Saint Médard, in the 5th arrondissement
The church of Saint Médard was mentioned by Pope Alexandre III when he came to Paris to lay the first stone of Notre Dame Cathedral in 1163, but construction continued in fits and starts until 1632. A new sacristry was added in 1718, and it was not until 1901 that the chapelle des catéchismes was completed. Nowadays the church is a quiet, unassuming place surrounded by trees with a little park next to it. The church property marks the end of the southern extremity of the ancient and colorful Rue Mouffetard, which dates back to Roman times.
However, Saint-Médard was the scene of bizarre events in the early 18th century. These incidents involved people who became known as the Convulsionnaires de Saint Médard, and the collective hysteria which took place during a five year period is notable.
It started with the teachings of Jansénius, Bishop of Ypres, who had published a theological treatise in 1640 about the doctrines of St. Augustin regarding the health of the soul. Jansenism, as this movement was called, was a heretical doctrine that emphasized predestination, denial of free will, and the idea that human nature is basically rotten. Internal conflicts with church authority ensued, resulting in crack-downs by the Pope.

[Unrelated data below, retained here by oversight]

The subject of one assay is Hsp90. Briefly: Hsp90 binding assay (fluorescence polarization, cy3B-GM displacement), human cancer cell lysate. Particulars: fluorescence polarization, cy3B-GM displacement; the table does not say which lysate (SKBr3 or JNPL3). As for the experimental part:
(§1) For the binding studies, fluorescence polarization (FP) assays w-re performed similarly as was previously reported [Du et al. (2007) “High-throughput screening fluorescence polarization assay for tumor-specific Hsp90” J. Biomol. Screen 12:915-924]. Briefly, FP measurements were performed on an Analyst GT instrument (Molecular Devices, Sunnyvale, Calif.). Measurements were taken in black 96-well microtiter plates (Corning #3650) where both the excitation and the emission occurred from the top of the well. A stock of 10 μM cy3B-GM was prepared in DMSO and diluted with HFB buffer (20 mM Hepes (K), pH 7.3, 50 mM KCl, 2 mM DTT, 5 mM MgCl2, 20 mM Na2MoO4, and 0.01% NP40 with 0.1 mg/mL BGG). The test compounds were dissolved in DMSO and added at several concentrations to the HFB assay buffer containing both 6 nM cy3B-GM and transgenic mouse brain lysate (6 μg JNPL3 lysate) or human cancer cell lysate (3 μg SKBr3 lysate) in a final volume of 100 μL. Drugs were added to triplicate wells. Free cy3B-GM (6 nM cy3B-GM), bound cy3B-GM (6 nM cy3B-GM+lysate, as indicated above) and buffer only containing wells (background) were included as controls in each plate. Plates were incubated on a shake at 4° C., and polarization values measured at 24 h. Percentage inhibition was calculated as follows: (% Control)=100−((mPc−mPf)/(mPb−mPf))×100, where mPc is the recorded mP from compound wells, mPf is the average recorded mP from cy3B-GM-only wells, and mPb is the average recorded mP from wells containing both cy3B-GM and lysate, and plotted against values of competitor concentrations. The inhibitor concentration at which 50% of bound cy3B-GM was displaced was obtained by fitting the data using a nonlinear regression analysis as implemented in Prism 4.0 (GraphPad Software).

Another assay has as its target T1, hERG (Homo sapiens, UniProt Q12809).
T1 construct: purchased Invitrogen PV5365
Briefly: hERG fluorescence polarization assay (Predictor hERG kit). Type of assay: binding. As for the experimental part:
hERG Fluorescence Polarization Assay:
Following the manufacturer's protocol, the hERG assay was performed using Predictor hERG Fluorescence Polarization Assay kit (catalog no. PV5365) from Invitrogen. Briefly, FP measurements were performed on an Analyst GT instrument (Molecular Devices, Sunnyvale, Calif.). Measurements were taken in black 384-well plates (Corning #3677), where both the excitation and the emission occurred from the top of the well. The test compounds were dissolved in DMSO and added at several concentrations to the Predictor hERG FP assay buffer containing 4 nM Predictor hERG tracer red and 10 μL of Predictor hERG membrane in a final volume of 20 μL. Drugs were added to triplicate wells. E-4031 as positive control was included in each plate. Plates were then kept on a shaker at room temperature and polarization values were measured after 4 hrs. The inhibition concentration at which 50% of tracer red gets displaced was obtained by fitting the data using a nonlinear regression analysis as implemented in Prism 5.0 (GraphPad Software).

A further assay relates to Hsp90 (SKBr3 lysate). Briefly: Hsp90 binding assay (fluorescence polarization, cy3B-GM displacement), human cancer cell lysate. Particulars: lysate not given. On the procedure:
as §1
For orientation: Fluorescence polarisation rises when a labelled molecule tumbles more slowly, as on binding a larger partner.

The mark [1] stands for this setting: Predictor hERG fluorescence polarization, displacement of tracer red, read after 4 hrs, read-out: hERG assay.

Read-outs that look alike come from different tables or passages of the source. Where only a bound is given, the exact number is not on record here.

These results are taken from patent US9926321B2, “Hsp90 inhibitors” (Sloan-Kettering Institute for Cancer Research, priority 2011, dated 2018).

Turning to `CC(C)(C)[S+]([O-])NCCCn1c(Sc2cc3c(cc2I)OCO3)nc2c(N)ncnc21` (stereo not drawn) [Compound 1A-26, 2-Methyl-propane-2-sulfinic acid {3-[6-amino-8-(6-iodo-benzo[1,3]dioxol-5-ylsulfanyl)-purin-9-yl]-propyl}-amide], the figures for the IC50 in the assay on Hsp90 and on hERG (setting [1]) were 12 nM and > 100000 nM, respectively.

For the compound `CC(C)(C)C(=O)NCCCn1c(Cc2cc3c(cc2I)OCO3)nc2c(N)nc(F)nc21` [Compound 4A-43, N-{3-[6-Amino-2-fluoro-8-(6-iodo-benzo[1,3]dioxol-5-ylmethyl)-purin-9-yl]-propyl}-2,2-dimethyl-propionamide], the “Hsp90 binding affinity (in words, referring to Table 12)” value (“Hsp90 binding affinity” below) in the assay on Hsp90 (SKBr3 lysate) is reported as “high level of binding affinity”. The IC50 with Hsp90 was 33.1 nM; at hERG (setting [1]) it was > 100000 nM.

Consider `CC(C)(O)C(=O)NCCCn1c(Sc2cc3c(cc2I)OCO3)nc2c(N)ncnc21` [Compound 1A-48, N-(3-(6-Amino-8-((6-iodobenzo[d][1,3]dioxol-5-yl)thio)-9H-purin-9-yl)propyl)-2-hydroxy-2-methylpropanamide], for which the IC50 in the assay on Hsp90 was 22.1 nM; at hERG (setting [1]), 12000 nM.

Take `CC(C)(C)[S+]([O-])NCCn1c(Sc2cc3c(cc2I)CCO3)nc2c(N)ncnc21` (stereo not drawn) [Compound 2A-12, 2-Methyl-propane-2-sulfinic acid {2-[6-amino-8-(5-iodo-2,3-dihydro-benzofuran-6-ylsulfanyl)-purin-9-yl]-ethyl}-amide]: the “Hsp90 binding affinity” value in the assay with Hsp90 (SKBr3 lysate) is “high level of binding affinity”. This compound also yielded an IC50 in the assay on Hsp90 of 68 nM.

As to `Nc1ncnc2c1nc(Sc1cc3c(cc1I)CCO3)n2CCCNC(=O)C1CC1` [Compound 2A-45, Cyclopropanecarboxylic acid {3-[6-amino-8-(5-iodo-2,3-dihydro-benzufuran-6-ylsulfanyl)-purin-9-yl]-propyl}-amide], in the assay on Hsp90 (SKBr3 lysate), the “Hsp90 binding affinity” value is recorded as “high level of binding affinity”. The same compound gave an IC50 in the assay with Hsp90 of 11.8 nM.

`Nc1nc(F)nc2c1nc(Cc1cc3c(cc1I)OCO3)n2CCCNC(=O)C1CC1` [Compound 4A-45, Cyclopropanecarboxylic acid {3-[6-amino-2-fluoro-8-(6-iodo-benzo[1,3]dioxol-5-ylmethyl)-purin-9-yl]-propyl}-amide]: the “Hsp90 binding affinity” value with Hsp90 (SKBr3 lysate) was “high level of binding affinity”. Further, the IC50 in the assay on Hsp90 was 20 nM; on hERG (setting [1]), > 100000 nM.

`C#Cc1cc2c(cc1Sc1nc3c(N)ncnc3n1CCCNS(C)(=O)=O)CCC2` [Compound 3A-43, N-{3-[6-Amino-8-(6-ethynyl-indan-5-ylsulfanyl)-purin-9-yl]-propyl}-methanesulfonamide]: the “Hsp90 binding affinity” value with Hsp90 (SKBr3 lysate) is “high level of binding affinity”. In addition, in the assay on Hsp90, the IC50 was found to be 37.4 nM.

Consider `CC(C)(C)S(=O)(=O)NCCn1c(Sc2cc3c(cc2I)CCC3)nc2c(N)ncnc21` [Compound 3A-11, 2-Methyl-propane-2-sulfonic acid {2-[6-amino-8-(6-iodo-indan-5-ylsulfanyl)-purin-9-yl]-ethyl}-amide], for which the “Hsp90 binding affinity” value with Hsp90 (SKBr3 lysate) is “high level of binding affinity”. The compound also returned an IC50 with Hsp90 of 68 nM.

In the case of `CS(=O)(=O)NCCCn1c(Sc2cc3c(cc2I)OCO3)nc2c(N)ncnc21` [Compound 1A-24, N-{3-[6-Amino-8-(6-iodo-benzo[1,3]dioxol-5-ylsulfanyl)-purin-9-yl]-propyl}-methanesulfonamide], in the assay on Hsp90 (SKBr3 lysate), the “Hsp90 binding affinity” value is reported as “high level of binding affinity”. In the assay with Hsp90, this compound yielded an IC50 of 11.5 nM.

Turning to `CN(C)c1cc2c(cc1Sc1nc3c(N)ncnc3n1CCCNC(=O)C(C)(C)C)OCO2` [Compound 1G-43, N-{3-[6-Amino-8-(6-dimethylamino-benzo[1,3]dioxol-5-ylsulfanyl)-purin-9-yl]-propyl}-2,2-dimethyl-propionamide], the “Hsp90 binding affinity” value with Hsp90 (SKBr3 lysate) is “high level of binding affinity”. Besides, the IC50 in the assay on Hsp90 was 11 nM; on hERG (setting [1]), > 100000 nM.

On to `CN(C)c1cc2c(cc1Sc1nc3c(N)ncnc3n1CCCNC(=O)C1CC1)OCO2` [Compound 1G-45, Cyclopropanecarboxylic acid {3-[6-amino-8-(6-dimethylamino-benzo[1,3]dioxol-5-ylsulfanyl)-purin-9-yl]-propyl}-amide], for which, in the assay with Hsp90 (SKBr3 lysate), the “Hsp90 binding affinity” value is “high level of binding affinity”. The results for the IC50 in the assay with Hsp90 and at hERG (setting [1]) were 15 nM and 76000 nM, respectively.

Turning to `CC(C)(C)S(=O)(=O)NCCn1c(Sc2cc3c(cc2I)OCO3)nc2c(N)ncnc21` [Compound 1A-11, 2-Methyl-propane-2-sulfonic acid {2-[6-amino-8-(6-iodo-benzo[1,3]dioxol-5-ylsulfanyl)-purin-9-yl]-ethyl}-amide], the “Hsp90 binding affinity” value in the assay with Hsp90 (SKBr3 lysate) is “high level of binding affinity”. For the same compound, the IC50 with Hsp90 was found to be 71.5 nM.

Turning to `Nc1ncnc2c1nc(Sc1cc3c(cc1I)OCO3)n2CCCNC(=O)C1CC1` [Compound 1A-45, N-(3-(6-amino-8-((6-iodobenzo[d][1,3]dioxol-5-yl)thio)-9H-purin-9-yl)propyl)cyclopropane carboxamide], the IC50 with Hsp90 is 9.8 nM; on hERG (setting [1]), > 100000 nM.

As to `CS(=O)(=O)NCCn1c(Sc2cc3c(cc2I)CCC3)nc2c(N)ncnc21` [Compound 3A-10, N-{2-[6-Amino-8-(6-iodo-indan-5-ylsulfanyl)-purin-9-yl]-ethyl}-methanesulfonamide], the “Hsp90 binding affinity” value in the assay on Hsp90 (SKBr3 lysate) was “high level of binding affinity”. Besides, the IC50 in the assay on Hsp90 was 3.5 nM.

Saint Médard became a place of pilgrimage for these Jansenists when the Deacon François de Pâris was buried there in 1727. Claims of miracles and visions by pilgrims to his tomb gave rise to fanatical crowds visiting the church. People became entranced, rolled on the ground, barked like dogs, and some even ate earth from near the tomb. Others in their hysteria had themselves crucified or pierced their tongues. The scene lasted five years before access to the cemetery was bricked up in 1732 by order of King Louis XV, who ordered a sign that read, “By order of the King, God will perform no more miracles here.”
The present choir of this ninth-century church was built between 1550 and 1586 and the vaulting between 1609 and 1622. The inside was renovated between 1777 and 1784; today visitors may admire the pulpit, which dates to 1718, the eighteenth-century organ and three paintings by Natoire, Restout and Zurbaran. This is the only church in Paris in which persons guilty of cannibalism can receive absolution.
Trivia: Charles Tournemire, noted organist and composer, was organist here prior to 1897, when he accepted the post of organist titulaire at Saint-Nicolas du Chardonnet; he later achieved greater fame as organist at Sainte-Clotilde, which had been home to Cesar Franck.
St-Médard interior photo by Mike Franklin: